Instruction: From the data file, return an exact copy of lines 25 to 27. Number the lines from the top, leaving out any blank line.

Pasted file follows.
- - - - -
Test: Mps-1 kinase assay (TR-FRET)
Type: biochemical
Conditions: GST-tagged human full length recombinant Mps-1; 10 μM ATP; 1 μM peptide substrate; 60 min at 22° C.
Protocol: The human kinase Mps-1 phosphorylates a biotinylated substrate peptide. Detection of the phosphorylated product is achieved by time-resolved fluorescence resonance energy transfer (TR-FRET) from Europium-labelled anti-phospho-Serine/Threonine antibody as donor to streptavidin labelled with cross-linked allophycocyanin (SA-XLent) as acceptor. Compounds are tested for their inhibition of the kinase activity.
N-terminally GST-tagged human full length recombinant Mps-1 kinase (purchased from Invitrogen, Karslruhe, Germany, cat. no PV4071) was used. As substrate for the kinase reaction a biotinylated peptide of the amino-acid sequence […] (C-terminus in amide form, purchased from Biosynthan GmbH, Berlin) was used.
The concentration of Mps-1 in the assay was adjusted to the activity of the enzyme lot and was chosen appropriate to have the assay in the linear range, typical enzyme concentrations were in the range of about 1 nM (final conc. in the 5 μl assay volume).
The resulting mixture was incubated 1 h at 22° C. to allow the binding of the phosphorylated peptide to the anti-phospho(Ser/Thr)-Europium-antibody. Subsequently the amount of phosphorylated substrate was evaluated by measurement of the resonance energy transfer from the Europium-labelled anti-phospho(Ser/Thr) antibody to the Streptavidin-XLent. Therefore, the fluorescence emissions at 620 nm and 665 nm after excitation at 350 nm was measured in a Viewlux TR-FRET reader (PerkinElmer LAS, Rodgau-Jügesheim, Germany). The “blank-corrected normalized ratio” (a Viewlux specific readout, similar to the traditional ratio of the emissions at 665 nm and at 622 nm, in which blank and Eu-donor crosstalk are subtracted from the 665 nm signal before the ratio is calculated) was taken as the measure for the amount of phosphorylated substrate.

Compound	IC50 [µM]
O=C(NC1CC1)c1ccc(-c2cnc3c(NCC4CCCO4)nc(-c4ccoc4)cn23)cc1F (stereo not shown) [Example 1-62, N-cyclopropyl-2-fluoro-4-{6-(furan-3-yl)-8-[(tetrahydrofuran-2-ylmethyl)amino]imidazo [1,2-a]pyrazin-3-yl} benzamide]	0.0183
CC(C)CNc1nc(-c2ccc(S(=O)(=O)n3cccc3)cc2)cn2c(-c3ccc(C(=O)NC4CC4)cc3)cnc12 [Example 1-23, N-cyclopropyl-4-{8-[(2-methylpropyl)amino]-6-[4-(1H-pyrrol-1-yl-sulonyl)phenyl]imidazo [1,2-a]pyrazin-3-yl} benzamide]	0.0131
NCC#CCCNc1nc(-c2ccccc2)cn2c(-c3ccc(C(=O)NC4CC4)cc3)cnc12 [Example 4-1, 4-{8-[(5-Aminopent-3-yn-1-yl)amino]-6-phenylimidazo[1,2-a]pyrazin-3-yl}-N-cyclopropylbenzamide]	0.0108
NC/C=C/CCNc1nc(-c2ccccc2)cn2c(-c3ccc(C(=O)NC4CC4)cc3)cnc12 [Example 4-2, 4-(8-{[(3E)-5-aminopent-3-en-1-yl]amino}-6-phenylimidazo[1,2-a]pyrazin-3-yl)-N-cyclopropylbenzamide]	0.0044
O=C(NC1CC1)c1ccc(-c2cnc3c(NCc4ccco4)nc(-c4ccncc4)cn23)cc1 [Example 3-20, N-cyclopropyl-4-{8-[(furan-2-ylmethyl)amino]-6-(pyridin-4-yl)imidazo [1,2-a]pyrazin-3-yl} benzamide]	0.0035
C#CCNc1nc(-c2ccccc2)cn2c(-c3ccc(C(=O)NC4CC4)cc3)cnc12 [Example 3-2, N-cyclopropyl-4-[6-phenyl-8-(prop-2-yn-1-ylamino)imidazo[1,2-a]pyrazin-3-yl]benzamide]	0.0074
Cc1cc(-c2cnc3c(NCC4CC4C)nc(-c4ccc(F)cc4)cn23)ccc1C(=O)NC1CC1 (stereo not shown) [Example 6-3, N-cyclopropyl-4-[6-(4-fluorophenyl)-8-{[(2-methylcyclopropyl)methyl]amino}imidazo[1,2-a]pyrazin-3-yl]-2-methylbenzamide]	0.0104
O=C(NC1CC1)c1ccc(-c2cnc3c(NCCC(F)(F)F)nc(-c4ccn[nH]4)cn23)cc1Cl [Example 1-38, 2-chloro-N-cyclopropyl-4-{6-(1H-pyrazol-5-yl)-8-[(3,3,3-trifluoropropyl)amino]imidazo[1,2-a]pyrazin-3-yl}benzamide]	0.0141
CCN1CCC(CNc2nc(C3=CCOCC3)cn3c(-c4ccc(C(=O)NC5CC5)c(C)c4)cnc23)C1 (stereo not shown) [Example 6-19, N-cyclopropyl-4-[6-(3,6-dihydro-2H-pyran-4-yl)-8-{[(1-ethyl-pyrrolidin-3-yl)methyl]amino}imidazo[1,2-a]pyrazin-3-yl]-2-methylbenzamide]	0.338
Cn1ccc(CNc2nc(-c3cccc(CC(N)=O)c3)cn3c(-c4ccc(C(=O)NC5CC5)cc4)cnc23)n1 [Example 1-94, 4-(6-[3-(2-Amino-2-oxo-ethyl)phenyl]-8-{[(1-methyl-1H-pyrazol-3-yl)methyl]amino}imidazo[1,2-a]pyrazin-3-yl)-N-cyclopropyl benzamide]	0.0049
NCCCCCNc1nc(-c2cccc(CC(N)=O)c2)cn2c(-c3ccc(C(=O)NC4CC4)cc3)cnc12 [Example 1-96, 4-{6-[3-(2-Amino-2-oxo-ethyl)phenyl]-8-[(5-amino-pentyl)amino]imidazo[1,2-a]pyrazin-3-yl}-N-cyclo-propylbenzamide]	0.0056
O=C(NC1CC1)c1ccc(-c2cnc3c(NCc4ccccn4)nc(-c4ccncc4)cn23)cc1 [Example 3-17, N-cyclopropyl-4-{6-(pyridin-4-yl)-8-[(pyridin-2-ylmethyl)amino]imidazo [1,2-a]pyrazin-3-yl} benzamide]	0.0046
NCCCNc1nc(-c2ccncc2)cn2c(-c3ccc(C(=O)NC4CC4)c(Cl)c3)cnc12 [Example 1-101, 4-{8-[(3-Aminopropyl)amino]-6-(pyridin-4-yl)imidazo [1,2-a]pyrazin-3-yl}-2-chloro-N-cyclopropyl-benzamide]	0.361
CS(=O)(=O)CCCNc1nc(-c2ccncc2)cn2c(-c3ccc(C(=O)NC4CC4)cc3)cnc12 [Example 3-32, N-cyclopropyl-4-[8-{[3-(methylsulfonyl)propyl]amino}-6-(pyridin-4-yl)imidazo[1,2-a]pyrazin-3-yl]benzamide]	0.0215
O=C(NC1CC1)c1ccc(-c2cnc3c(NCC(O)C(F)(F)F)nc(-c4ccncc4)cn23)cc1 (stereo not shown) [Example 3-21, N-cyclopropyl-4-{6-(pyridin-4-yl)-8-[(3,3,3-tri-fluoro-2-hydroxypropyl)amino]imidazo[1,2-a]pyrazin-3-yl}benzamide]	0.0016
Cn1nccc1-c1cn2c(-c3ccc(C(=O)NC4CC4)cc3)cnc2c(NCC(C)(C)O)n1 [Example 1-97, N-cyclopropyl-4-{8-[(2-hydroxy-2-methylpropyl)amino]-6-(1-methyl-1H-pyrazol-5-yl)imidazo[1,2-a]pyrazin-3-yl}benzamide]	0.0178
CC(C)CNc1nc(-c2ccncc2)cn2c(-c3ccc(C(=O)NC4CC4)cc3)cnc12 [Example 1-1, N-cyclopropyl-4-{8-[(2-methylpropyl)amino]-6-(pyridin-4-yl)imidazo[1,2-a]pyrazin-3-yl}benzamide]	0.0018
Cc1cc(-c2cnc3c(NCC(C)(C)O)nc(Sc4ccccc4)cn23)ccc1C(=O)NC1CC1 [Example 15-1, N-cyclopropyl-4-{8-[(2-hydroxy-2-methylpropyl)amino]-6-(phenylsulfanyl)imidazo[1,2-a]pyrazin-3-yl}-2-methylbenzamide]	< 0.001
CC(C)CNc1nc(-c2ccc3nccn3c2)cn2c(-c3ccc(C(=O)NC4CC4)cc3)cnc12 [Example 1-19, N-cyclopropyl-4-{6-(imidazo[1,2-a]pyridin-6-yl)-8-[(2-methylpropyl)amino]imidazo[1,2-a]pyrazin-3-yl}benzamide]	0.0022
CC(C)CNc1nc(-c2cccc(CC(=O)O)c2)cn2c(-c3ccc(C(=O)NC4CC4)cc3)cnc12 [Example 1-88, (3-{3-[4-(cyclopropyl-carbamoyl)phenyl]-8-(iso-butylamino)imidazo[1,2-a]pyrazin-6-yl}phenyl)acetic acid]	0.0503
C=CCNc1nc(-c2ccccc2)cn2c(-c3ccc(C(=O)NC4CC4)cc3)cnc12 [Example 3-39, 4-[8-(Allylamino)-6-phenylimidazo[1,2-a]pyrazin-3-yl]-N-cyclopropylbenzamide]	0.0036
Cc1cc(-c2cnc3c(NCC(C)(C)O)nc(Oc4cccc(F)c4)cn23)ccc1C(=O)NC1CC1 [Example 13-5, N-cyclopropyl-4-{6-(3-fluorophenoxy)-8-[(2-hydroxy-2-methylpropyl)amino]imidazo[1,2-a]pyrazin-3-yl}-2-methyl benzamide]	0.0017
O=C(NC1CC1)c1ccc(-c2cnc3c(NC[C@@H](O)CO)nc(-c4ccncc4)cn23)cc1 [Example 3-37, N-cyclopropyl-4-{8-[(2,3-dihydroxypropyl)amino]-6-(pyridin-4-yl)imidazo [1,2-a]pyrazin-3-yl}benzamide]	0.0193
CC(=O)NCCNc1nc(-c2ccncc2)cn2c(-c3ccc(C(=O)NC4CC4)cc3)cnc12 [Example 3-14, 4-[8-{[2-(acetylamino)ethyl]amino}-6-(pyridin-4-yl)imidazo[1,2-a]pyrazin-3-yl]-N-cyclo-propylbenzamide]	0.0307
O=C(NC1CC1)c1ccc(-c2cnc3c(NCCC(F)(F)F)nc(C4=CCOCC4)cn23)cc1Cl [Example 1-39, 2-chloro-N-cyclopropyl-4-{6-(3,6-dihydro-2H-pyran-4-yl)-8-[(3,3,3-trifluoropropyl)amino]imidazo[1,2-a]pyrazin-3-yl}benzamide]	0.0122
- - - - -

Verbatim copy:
CC(C)CNc1nc(-c2ccncc2)cn2c(-c3ccc(C(=O)NC4CC4)cc3)cnc12 [Example 1-1, N-cyclopropyl-4-{8-[(2-methylpropyl)amino]-6-(pyridin-4-yl)imidazo[1,2-a]pyrazin-3-yl}benzamide]	0.0018
Cc1cc(-c2cnc3c(NCC(C)(C)O)nc(Sc4ccccc4)cn23)ccc1C(=O)NC1CC1 [Example 15-1, N-cyclopropyl-4-{8-[(2-hydroxy-2-methylpropyl)amino]-6-(phenylsulfanyl)imidazo[1,2-a]pyrazin-3-yl}-2-methylbenzamide]	< 0.001
CC(C)CNc1nc(-c2ccc3nccn3c2)cn2c(-c3ccc(C(=O)NC4CC4)cc3)cnc12 [Example 1-19, N-cyclopropyl-4-{6-(imidazo[1,2-a]pyridin-6-yl)-8-[(2-methylpropyl)amino]imidazo[1,2-a]pyrazin-3-yl}benzamide]	0.0022